Sour El-Ghozlane

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Sour El-Ghozlane
سور الغزلان
Commune and town
Sour El-Ghozlane.Ville.jpg
Dz - 10 - Sour El Ghouzlane.svg
Sour El-Ghozlane is located in Algeria
Sour El-Ghozlane
Sour El-Ghozlane
Coordinates: 36°8′50″N 3°41′26″E / 36.14722°N 3.69056°E / 36.14722; 3.69056Coordinates: 36°8′50″N 3°41′26″E / 36.14722°N 3.69056°E / 36.14722; 3.69056
Country  Algeria
Province Bouïra Province
District Sour El-Ghozlane
Population (2008)[1]
 • Total 50,120
Time zone UTC+1 (CET)

Sour El-Ghozlane (or Souk El Ghoziane) is a town and commune in Algeria's central-northern, just-landlocked Bouïra Province.

According to the 1998 census it has a population of 42,179.[2]

History[edit]

Pre Historic[edit]

A prehistoric tool (biface) testifying to the human presence from prehistoric times was found west of the city.

It is a town inhabited since prehistoric times, the first city founded in Roman province in the center of deep Algeria, a Roman fortress but originally a Numidian city. Its construction dates from the year 33 av. AD during the reign of Emperor Augustus. Auzia quickly became a powerful city, capital of the highland regions, which relegates to a secondary role the strategic importance of the Roman city of Djemila, the ancient Cuicui, in the wilaya of Setif because of its remoteness from the centers Of Roman power.

Roman Empire[edit]

At the time of the Roman presence in Africa, the city bore the name ofAuzia. The remains of a theater have been spotted there.It is the location of the Roman city Auzia, in the province Mauretania Caesariensis.[3]

The name Auzia is still used as a Roman Catholic titular bishopric.[4]

Then, Auzia was part of the division of the Roman Empire of North Africa. Its position as a city at the gates of the Sahara marked the beginning of the period when the Roman conquest reached the limits of the world known at the time and where the Roman civilization. The city of Auzia has two characteristics in Roman history in North Africa, its great influence on its bureaucratic and military structure and its strategic location as a great religious edifice. Like the construction of the temple of Apollo, supposed to be located at the present site of the civil hospital of Sour-El-Ghozlane. Auzia was equipped with an amphitheater built by the city's bourgeois institution to host shows, such as gladiatorial fights. The ruins also have a bath house, forum and temples. In addition, Auzia is identified as a city with political power dominated by a patriarchal link and entirely in the hands of two comices, organized to reflect at best the tribal divisions of the city.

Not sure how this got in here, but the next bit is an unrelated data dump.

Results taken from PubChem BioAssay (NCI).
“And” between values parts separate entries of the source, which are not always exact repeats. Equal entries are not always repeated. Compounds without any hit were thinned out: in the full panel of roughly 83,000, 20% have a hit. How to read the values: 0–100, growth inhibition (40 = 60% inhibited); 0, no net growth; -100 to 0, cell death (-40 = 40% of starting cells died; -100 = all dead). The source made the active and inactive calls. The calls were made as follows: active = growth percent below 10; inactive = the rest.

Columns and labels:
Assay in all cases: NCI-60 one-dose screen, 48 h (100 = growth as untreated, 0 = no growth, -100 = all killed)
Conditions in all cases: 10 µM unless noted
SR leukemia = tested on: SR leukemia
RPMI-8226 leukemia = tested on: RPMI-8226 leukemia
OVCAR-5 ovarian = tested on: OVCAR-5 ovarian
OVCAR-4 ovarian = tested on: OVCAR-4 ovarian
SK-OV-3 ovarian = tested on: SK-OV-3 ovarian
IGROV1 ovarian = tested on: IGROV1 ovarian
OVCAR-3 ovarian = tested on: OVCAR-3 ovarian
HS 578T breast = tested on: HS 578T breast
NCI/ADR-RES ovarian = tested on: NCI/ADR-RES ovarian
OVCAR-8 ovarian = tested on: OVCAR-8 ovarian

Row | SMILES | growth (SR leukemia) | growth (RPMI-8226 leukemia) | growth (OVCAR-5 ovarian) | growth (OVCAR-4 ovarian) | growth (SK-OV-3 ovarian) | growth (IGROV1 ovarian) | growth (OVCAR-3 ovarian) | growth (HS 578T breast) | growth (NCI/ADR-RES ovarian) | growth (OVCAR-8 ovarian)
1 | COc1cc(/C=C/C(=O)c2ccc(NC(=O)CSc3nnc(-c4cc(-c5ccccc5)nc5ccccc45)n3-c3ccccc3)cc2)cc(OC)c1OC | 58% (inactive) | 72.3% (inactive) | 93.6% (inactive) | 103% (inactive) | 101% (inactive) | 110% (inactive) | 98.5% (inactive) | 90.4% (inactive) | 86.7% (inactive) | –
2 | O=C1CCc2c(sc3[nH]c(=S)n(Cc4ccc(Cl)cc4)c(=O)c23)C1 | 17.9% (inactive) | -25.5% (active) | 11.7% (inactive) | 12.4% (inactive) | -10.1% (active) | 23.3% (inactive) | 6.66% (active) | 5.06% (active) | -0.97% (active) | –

On the other hand, its administrative and military status reveals that it was definitively subjected to the order of the Roman Empire with the status of autonomous city of the Roman province (free zone: region of Algiers to Bou-Saada) caesarean. Auzia is a large city of ovoid form, destined to serve as capital in this region of central Algeria, Auguste had it endowed with several public edifices: a forum (present room of the festivals), several temples, a curia, a market, a theater and large thermal baths. Auzia was erected on a hill at a moderate altitude, where to this day a wall was in good condition in some places, revealing a kind of citadel which protected the inhabitants.

Around the year 17 Tacfarinas, who had served in the Roman Army before deserting to take the lead of a revolt by federated Berber tribes and their Moorish neighbors, whose leaders Mazippa, and the Cinithians revolted against the Roman army. The insurrection, based on the tactics of harassment (contemporary guerrilla warfare), stretched from Little Syrte in the east to Mauretania in the west and lasted seven years. The proconsul Cornelius Dolabella ended the war by besieging the fort of Tacfarinas, presumably situated at Auzia, in the year 24 apr. AD

It was also the most frequented Roman tourist spot for the gazelle hunting that the city itself was named by the Algerian administration Sour-El-Ghozlane meaning Rampart of the Gazelles. For a long time, Auzia was a commercial city but its development was hampered by several internal conflicts and violent tribal revolts.

French Colonial[edit]

Sour El Ghozlane served under the French as a military post from 1845 and received the name of Aumale in honor of the Duke of Aumale, son of Louis Philippe.[5]

Famous Residents[edit]

The poets Djamel Amrani (1935-2005), Messaour Boulanouar (1933), Kaddour M'Hamsadji (1933) and Arezki Metref (1952) are natives of Sour El-Ghozlane and M'hamed Aoune lived there.

Mourad Kaouah (1919-1989) and the French actor Jean-Claude Brialy (1933-2007) were also born there.

In La Chimère and the Gui (ed. Of the Writers, 2002) General Norbert Molinier speaks at length about his childhood in Aumale.

A text by Jean Sénac entitled Poetry by Sour-El-Ghozlane was published in 1981 by L'Orycte, and reprinted in Jean Sénac[6]

Conrad Detrez and Vital Lahaye taught in the early 1970s at El-Ghazali High School in Sour El-Ghozlane.

Sources and References[edit]